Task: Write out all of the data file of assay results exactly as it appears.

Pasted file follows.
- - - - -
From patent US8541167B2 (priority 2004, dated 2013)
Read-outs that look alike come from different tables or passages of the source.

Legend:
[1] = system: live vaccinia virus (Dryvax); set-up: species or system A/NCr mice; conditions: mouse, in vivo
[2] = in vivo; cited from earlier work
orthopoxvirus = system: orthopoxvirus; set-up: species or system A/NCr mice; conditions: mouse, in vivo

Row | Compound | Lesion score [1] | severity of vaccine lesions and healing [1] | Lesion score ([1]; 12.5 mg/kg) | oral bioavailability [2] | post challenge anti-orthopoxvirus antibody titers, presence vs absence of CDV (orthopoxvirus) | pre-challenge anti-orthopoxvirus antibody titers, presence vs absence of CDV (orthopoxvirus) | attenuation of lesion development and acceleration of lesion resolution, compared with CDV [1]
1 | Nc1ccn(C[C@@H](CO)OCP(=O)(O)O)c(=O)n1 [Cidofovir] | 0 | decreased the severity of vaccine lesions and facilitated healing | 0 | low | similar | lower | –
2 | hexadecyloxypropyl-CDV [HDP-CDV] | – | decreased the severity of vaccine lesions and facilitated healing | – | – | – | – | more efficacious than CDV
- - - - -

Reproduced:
From patent US8541167B2 (priority 2004, dated 2013)
Read-outs that look alike come from different tables or passages of the source.

Legend:
[1] = system: live vaccinia virus (Dryvax); set-up: species or system A/NCr mice; conditions: mouse, in vivo
[2] = in vivo; cited from earlier work
orthopoxvirus = system: orthopoxvirus; set-up: species or system A/NCr mice; conditions: mouse, in vivo

Row | Compound | Lesion score [1] | severity of vaccine lesions and healing [1] | Lesion score ([1]; 12.5 mg/kg) | oral bioavailability [2] | post challenge anti-orthopoxvirus antibody titers, presence vs absence of CDV (orthopoxvirus) | pre-challenge anti-orthopoxvirus antibody titers, presence vs absence of CDV (orthopoxvirus) | attenuation of lesion development and acceleration of lesion resolution, compared with CDV [1]
1 | Nc1ccn(C[C@@H](CO)OCP(=O)(O)O)c(=O)n1 [Cidofovir] | 0 | decreased the severity of vaccine lesions and facilitated healing | 0 | low | similar | lower | –
2 | hexadecyloxypropyl-CDV [HDP-CDV] | – | decreased the severity of vaccine lesions and facilitated healing | – | – | – | – | more efficacious than CDV